Trigger Point Injections Offer Relief for Myofascial Pain

 Myofascial Sufferers, MD Pain, Chronic Pain

Nearly everyone suffers from tense muscles and the associated discomfort and pain from time to time. However, when muscles are continually contracted due to repetitive use or repeated injury, trigger points can develop and bring about chronic pain. Called Myofascial pain syndrome (MPS), this pain won’t simply heal with rest and time.

The  doctors at Metro Denver Pain Management in Greenwood Village, Parker, and Thornton, Colorado, can help you find relief from myofascial pain with trigger point injections.

Trigger points

Referred to by most people as knots, trigger points are contracted areas of muscle that often feel like bumps, and they tend to collect around points of tension or injury. Single trigger points aren’t usually a cause for concern, as they can resolve on their own. Myofascial pain syndrome develops when you have a collection of trigger points. When you have more than one trigger point in an area, they can restrict the supply of blood in that location and, in turn, become more irritated.

When pressing on a trigger point, you may feel one or two sensations. You may feel pain or discomfort at the location, or you may feel what is known as referred pain. Referred pain describes feeling sensations in places other than the trigger point. This is likely due to nerve irritation caused by the muscle contractions at the trigger point.  

Risks and complications of myofascial pain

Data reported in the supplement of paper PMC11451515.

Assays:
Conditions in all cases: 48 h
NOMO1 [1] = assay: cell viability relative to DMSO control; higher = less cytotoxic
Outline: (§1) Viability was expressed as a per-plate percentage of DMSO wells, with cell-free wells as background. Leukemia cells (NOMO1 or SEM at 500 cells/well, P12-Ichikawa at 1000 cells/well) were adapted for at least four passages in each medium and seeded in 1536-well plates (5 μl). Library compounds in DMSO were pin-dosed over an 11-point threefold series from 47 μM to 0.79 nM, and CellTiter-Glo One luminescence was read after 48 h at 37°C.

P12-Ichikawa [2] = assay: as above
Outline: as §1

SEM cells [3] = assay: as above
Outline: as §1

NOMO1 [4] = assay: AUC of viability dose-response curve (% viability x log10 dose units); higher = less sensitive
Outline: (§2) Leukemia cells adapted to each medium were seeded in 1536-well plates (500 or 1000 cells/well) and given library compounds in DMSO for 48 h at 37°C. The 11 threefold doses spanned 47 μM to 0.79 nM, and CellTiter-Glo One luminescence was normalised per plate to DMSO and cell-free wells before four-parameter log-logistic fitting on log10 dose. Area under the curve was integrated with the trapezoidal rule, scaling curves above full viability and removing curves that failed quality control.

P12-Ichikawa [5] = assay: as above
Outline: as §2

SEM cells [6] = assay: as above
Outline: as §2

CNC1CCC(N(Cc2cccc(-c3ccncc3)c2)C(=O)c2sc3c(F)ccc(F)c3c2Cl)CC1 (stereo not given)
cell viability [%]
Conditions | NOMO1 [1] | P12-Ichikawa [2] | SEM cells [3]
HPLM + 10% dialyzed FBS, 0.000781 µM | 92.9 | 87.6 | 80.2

If your job or hobby requires you to use particular muscles over and over, you may develop trigger points that evolve into MPS. Men and women who experience muscle tension along with anxiety or stress face a similar risk of developing MPS, especially if they tense the same muscles in any stressful experience.

In the long term, MPS can lead to fatigue from the constant discomfort and pain of the condition. Furthermore, MPS can limit mobility or interrupt healthy sleeping patterns. Some research suggests MPS may play a role in the development of fibromyalgia.

Trigger point injection therapy

The idea behind trigger point injections is simple. The contraction causing the trigger point needs an interruption.

There are two kinds of trigger point injections. Both involve inserting a needle into the trigger point. The first kind, which doesn’t involve inserting medication, is called “dry needling.” With dry needling, a doctor inserts a sterile needle into and around the trigger point. This can help break up the muscle contraction and encourage blood vessels to widen and improve blood flow.

The second kind involves injecting a local anesthetic — such as lidocaine — or anti-inflammatory medication — such as corticosteroids. Because the long-term use of corticosteroids can be harmful, these injections are usually limited in number.

If you’re suffering from MPS, book an appointment online or over the phone with Metro Denver Pain Management today.

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